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Darkhorse
12-29-2010, 06:33
Hi all,
I've been using the Beseler 67c Dichro for my bathroom darkroom setup. It's been a very cool experience so far, and pulling traditional prints from my negatives is gratifying.

This enlarger has the color knobs, meant for color prints, but can be used like contrast filters. The booklet in the manual I have have the equivalent filters 1-3.

Last night I was printing up some photos from a roll of Pan F Plus and I was having a bit of trouble with the contrastiness of the negs. I had a rough time of keeping shadow detail, and having anything at all in the highlights.

Could anyone familiar with this enlarger enlighten me on how I can lower the contrast? Perhaps using the cyan knob? I dunno. Some guidance would be appreciated.

Landshark
12-29-2010, 06:59
As I recall Pan F is inherently contrasty and you will have to reduce your developing time to control it. It's been a while, I could be wrong =~P

Darkhorse
12-29-2010, 07:18
I've printed a couple of Pan F prints before, but they weren't as contrasty. Maybe because back then I used HC110 as opposed to D67 for the negs - I don't know.

Next time I set things up (probably on Monday) I'll try longer exposure times.

KenR
12-29-2010, 08:22
Won't less development give you the lower contrast that you are looking for? If the shadow details were ok, by giving more exposure (lower iso), you may just increase negative density and grain and have negs that are even more difficult to print than before.

Darkhorse
12-29-2010, 08:59
I must've confused development and exposure times, sorry.

Seeing what's being developed in my bathtub is tricky. I've been using fibre based paper, and the image starts coming in at around 40 seconds, and it's pretty much all there (I think) around 70-80 seconds. Hmm.

nikon_sam
12-29-2010, 09:33
Darkhorse...

Here are the numbers I'm using on a Beseler 23C II with a Colorhead...
These are the numbers I use with Ilford paper...

Grade

0...162 Yel...0 Mag

00...90 Yel....0 Mag

1/2...78 Yel....5 Mag

1...68 Yel...10 Mag

1 1/2...49 Yel...23 Mag

2...41 Yel...32 Mag

2 1/2...32 Yel...42 Mag

3...23 Yel...56 Mag

3 1/2...15 Yel...75 Mag

4.....6 Yel...102 Mag

4 1/2.....0 Yel...150 Mag

I normally have my lens aperture set at f/11 and set the enlarger timer to start seeing an image around the two minute mark based on a three minute developing time for fiber based paper...40 seconds for fiber based paper seems very fast and should result in higher contrast...Ilford instructions will ask for a three minute developing time for fiber paper...if you use this time they indicate, you should have more consistent prints with a full range of tones possible depending on the neg...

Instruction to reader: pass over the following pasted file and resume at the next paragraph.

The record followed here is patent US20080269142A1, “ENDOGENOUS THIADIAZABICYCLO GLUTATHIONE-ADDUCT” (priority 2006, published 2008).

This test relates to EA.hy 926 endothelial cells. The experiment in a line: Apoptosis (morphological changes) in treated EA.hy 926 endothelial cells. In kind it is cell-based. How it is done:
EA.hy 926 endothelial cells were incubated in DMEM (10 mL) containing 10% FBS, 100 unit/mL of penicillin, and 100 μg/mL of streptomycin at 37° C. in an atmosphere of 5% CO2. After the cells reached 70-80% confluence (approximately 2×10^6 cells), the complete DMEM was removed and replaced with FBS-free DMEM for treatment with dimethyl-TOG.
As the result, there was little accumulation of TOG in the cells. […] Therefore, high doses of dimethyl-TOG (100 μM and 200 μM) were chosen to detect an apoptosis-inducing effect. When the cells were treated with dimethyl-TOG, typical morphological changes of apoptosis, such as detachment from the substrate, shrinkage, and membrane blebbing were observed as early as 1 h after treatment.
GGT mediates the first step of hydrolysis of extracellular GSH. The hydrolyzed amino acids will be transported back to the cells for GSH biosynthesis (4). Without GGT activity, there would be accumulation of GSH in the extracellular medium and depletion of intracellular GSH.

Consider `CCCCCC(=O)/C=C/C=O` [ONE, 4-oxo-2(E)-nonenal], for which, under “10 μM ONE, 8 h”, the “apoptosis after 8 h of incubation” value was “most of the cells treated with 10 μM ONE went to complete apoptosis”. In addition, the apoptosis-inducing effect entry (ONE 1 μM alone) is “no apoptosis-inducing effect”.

Start with no filter, aperture at f/8 or 11, test strip, develop for 3 minutes then adjust after that...also allow for a -10% adjustment for print drydown as the wet print will darken when it dries...watch your whites with little detail and your blacks they should come in...

Darkhorse
12-29-2010, 09:51
Thanks.
The colorhead contrast suggestions in the booklet are quite different (!).
I've mainly been using ƒ8 for some reason, I'm not sure why. I'll try going up to 11.
As for the development time, I've been using a more generic developer that my local pro shop has and I've been using the recommended dilution. Perhaps Ilford paper developer is much different.

This is kind of frustrating given the amount of time it takes me to set up my bathroom darkroom, so it' makes on the fly experimentation a drag. However my wife and I are thinking of moving into a 2 bed / 2 bath apartment which would allow me to make a semi-permanent darkroom/

xwhatsit
12-29-2010, 11:17
Development time for the prints? I thought you were never supposed to "snatch" prints. Aperture of enlarging lens won't make a difference in contrast, surely? Stopping down further probably won't improve sharpness either, I read in a few books that 2 or 3 stops down from max aperture is best sharpness. I did some 9x12.5 prints at different aperture settings to test and my CE-Rokkor 50/2.8 seems to follow that rule (best sharpness at f5.6 or f8, can't really tell the difference).

When I was buying my enlarger, I almost bought a colour-head model. I opted to get a normal old-fashioned B&W head model instead (a Durst M609), because I was told that not only is it difficult to accurately calibrate the colour values to a contrast grade, and they can wander quite a lot depending on temp and age etc (even the paper you're printing on to)., but that you simply don't have the range of contrast control compared to a book of Ilford MG filters.

My book of filters goes from 00 to 5, I think. Is it possible to set your enlarger to white light only and borrow somebody's filters? I assume even a colour-head still has a filter drawer.